|At least 470,000, in the Philippines; At least 410,000 in Sabah, Malaysia; Unknown in other countries in Indonesia & Southeast Asian region.|
|Regions with significant populations|
(Sulu Archipelago, Zamboanga Peninsula, Mindanao)
(Kalimantan, Madura, Nusa Tenggara, Sulawesi)
|Related ethnic groups|
The Bajau (pron.: //, also spelled Badjao, Bajaw, Bajao, Bajo, Badjau, or Badjaw), are an indigenous ethnic group of Maritime Southeast Asia. Bajau continue to live a seaborne lifestyle, making use of small wooden sailing vessels (such as the perahu and vinta). They are also known as Sama or Samal.
The Bajau are traditionally from the islands of the Sulu Archipelago, as well as parts of the coastal areas of Mindanao and northern Borneo. In the last fifty years, many of the Filipino Bajau have migrated to neighboring Malaysia and the northern Philippines, due to the continuing conflict in the Autonomous Region in Muslim Mindanao. Currently they are the second largest ethnic group in the state of Sabah, making up 13.4% of the total population. Groups of Bajau have also migrated to Sulawesi and Kalimantan in Indonesia, although figures of their exact population are unknown.
Bajau have sometimes been referred to as the Sea Gypsies, although the term has been used to encompass a number of non-related ethnic groups with similar traditional lifestyles, such as the Moken of the Burmese-Thai Mergui Archipelago and the Orang Laut of southeastern Sumatra and the Riau Islands of Indonesia. The modern outward spread of the Bajau from older inhabited areas seems to have been associated with the development of sea trade in sea cucumber (trepang).
Like the term Kadazan-dusun, Bajau is a collective term, used to describe several closely related indigenous groups. These Bajau groups also blend culturally with the Sama groups into what is most properly called the Sama–Bajau people. Historically the term "Sama" was used to describe the more land-oriented and settled Sama–Bajau groups, while "Bajau" was used to describe the more sea-oriented, boat-dwelling, nomadic groups. Even these distinctions are fading as the majority of Bajaus have long since abandoned boat living, most for Sama–style piling houses in the coastal shallows. Today, the greatest feature distinguishing the "Bajau" from the "Sama" is their poverty.
The Sama–Bajau peoples speak some ten languages of the Sama–Bajau subgroup of the Western Malayo-Polynesian language family.
The origin of the word Bajau is not clear cut. It is generally accepted that these groups of people can be termed Bajau, though they never call themselves Bajau. Instead, they call themselves with the names of their tribes, usually the place they live or place of origin. They accept the term Bajau because they realize that they share some vocabulary and general genetic characteristic such as in having darker skin, although the Simunuls appear to be an exception in having fairer skin.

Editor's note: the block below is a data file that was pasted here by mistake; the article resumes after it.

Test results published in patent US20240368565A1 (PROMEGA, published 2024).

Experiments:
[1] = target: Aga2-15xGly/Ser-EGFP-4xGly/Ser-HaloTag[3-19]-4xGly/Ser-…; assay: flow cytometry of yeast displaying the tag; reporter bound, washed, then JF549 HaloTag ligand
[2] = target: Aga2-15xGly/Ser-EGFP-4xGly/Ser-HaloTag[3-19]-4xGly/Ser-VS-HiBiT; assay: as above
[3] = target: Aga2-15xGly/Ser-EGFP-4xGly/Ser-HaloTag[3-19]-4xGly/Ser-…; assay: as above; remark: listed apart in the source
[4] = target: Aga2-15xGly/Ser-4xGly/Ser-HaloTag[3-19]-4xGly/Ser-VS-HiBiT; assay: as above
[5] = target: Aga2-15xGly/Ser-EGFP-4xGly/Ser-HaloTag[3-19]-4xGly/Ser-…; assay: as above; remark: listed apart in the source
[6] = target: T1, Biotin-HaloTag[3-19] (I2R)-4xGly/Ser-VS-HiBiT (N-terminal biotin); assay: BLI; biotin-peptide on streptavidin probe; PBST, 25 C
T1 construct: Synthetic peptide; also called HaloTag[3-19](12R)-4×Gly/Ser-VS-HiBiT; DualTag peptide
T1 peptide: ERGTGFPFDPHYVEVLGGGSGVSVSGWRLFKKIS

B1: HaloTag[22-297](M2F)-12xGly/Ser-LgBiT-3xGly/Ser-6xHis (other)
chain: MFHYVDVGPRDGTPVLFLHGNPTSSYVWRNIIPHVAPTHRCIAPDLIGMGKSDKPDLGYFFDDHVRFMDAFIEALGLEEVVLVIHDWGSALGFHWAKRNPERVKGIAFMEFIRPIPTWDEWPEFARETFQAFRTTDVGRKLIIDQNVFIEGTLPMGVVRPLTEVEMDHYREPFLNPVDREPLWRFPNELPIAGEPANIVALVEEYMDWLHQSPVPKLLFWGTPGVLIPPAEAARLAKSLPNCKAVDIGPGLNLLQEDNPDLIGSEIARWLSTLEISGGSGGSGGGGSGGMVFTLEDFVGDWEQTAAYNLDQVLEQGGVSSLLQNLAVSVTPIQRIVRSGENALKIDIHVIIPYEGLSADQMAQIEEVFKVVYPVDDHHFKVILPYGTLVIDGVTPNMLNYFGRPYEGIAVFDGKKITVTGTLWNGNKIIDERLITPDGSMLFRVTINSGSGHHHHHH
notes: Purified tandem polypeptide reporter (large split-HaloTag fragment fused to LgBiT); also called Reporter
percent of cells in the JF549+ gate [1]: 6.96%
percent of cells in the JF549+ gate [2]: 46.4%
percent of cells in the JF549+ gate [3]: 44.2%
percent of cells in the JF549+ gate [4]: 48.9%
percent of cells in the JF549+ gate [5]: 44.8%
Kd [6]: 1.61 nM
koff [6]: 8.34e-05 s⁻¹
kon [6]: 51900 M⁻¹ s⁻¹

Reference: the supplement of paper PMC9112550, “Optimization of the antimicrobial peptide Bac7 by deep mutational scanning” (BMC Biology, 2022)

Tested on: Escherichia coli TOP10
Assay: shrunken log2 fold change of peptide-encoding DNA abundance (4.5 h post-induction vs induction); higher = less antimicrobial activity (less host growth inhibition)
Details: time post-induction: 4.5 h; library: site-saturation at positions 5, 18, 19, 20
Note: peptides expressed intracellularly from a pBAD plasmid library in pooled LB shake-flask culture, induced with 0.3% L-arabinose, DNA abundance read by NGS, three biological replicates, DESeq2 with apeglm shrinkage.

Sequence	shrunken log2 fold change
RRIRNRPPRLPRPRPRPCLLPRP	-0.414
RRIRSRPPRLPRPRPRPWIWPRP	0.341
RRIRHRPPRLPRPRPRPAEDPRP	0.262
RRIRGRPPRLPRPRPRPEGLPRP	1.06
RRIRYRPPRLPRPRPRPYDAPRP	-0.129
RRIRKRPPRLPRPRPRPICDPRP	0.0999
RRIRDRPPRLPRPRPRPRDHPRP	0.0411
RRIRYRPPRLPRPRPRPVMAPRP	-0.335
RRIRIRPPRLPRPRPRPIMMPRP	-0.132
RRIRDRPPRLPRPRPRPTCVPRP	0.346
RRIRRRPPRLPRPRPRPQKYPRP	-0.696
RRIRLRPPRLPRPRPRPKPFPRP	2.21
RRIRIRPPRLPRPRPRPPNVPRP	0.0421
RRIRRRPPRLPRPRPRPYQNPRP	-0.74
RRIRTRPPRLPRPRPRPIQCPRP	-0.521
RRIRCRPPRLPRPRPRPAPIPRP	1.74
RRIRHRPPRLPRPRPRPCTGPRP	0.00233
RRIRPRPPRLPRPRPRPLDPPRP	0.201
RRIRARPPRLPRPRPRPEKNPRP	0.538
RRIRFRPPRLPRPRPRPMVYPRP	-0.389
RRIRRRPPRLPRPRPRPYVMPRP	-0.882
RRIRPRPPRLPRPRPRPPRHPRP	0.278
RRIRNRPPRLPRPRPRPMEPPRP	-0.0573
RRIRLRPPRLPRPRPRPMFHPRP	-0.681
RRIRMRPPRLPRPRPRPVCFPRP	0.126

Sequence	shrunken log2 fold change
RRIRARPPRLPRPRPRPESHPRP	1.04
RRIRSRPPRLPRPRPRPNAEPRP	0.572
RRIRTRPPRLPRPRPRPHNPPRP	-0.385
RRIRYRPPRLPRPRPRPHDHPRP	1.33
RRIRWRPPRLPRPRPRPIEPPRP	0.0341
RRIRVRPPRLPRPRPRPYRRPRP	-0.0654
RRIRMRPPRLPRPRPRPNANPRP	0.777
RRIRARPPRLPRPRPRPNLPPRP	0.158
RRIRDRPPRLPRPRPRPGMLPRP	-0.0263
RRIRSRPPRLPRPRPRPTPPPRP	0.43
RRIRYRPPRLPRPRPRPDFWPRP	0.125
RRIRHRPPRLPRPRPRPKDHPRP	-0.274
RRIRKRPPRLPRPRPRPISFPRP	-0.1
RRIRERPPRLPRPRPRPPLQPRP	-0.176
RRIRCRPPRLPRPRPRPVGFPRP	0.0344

British administrators in Sabah, labeled the Sama as Bajau and put Bajau in their birth certificates as their race. During their time in Malaysia, some have started labeling themselves as their ancestors called themselves, such as Simunul. For political reasons and to ensure easy access to the Malaysian special privileges granted to Malays, many have started calling themselves Malay. This is especially true for recent Filipino migrants.
For most of their history, the Bajau have been a nomadic, seafaring people, living off the sea by trading and subsistence fishing. The boat dwelling Bajau see themselves as non-aggressive people. They kept close to the shore by erecting houses on stilts, and traveled using lepa-lepa, handmade boats which many lived in. Although historically originating from the southern Philippine coasts, Sabahan Sama legend narrates that they had originated from members of the royal guard of the Johor Sultanate, after the fall of the Malay Malacca Empire, who settled along the east coast of Borneo after being driven there by storms. Another version goes that a princess from Johor, Malaysia was washed away by a flood. In his grief her father ordered his subjects to sea to return only when they had found his daughter.